My Dear Mother
I rec your letter last night dated the Nov 14th. So you see that it takes a long time for letters to come over. Some of the lads got letters dated Nov 16th The mail boats do not run as regular in war time as in peace time and I guess English mail only leaves Canada twice a week the same as Canadian mail leaves here. I have no received the box of apples that you said Father sent me but I am suspecting any of these days. I sent a Christmas parcel home the other day. I guess it will get their before this letter. I bought a couple of things for you and Aileen while I was in [?], but when I got home to camp I found that I could but regimental badges so [?] a badge for you at Folkestone yesterday and sent it yesterday. It is so hard to get anything and harder to send it away. I got a couple of badges for the folks at [?] place but haven't sent them yet. I couldn't get anything suitable for Frank or Father so I am sending them a pound to buy what they like. What do you think of the regimental writing paper? I don't know whether we are going to get any leave at Christmas or not. I hardly think so because we are [?] [?] now and will not be there by Xmas and some of the older soldiers need a holiday worse than we do. They expect a draft to leave from here [?] [?] I think they should send some men to Service. They are having it pretty hard, but things are rather quiet at the front now. I think they are waiting for a big rush in the spring. I heard the [?] [?] this morning when we were [?] church parade. I think I like Dr Patterson from St. [?] church letter than Dr [?] from the [?]. They say he is Chaplain for all the Canadian troops in England at the Canadian tracks in England at the present time. We have church parade in the [?] room every Sunday morning as it is a little cool standing out in the open altho it is a fine day today. I think we will go [?] to [?] tonight to attend church. [?] is only about [?] walk from here. Arthur and I went down to Folkstone yesterday afternoon to do some shopping. Folkestone is right on the channel about seven miles from Dover so you can get an idea where we are camping. We have to appear on parade [?] [?] now. Yesterday a man appeared on parade without showing for a couple of days although he didn't look very bad, and he got three days confined to barracks.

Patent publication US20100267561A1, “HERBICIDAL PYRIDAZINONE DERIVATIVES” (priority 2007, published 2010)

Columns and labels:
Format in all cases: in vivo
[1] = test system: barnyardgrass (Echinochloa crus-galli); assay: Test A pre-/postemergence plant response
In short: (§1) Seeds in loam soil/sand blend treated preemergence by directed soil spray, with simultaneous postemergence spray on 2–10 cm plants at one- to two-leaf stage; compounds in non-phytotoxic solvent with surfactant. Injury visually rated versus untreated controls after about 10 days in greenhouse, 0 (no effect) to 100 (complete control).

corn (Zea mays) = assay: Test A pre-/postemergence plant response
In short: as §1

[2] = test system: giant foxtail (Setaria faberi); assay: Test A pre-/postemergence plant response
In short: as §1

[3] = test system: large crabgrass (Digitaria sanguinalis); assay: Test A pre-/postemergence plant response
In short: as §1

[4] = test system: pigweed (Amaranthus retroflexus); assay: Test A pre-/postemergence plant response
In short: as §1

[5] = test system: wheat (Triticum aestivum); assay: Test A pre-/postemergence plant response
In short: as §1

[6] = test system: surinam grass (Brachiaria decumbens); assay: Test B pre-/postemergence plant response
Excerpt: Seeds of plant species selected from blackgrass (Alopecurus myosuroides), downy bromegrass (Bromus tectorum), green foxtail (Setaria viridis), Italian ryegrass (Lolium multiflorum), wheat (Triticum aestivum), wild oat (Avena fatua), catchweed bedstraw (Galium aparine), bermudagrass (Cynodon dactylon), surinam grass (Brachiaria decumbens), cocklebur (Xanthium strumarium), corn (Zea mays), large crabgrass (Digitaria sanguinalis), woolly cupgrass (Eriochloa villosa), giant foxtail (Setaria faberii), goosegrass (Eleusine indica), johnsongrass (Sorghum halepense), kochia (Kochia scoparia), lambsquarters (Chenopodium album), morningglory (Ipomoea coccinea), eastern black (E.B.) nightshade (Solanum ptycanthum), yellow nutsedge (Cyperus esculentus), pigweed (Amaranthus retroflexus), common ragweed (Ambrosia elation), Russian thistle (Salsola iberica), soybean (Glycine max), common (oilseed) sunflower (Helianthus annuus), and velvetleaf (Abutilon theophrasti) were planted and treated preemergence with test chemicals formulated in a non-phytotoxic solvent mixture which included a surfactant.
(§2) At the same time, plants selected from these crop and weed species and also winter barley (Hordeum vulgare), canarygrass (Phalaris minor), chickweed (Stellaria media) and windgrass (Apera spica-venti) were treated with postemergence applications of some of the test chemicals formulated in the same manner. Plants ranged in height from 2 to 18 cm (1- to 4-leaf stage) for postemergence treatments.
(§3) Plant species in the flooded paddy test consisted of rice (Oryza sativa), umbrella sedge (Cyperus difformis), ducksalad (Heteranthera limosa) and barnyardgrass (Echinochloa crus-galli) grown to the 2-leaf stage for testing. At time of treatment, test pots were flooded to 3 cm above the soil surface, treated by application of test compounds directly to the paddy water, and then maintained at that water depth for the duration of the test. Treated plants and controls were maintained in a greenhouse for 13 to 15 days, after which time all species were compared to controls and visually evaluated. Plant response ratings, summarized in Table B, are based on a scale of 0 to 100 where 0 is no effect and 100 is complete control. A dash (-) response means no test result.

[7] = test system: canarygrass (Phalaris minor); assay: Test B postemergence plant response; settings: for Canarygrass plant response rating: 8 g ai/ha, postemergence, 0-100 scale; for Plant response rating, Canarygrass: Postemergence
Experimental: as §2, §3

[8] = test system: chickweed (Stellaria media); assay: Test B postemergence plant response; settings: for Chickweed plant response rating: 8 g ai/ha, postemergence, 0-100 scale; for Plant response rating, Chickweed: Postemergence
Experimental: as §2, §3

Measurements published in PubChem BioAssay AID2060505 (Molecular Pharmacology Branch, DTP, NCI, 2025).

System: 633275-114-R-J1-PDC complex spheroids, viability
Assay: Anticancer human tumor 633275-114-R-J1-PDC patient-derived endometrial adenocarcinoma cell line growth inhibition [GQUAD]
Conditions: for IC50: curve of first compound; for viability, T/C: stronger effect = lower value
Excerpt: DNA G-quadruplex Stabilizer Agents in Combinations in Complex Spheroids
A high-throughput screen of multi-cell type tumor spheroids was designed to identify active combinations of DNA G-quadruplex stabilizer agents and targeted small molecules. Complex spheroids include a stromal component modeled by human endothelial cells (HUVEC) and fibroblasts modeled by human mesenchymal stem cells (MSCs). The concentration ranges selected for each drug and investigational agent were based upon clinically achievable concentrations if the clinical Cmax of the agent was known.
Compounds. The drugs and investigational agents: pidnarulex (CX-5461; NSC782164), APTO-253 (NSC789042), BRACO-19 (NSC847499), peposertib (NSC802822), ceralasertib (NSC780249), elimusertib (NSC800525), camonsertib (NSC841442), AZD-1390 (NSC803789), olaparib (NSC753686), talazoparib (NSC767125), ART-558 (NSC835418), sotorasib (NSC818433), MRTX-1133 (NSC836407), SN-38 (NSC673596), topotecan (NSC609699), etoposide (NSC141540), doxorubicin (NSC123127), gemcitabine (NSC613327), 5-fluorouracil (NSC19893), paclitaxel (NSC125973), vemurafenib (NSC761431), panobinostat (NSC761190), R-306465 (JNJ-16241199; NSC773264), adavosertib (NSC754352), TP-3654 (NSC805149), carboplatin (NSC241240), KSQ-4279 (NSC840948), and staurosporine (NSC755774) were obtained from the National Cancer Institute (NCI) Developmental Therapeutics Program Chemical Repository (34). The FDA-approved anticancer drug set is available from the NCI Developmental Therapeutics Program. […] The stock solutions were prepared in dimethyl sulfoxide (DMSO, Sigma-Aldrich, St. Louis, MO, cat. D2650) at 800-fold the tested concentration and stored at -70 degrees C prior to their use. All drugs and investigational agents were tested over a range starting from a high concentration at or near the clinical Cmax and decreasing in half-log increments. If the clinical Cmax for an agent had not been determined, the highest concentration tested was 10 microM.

Some lads had to go up before the Major for untied beds and they got C.B. also. I have not been up yet and will try to stay clear of it. There is no missing any parades here. I have seen fellows go up before the Doctor with bad colds and he gave them a few pills and put them on parade just the same as if they hadn't a cold. No matter what is wrong with you he give you the same pills. He can pass about sixty in an hour so you see he doesn't [?] very much. I havet been up before him yet with a cold I have been keeping care of all the colds now hope I [?] [?] Nelson is laid up with a bad cold and influenza. He was on parade until yesterday when the sargt Maj sent him to see him in his room. Several of our lads are in the hospital with colds. The parade grounds are certainly muddy but we have clean water [?] our boots and grease. [?] it is nearly bedtime. All our spare time is taken up with writing letters [?] [?] [?] came here and gave us a concert about three times a week. They have a regimental band concert once a week. Well Mother I guess by the time you get this it will be near Xmas time. I guess you will receive [?] [?] letter before then but in case you don't I wish you all a very Merry time and Happy New Year.
From your loving Son,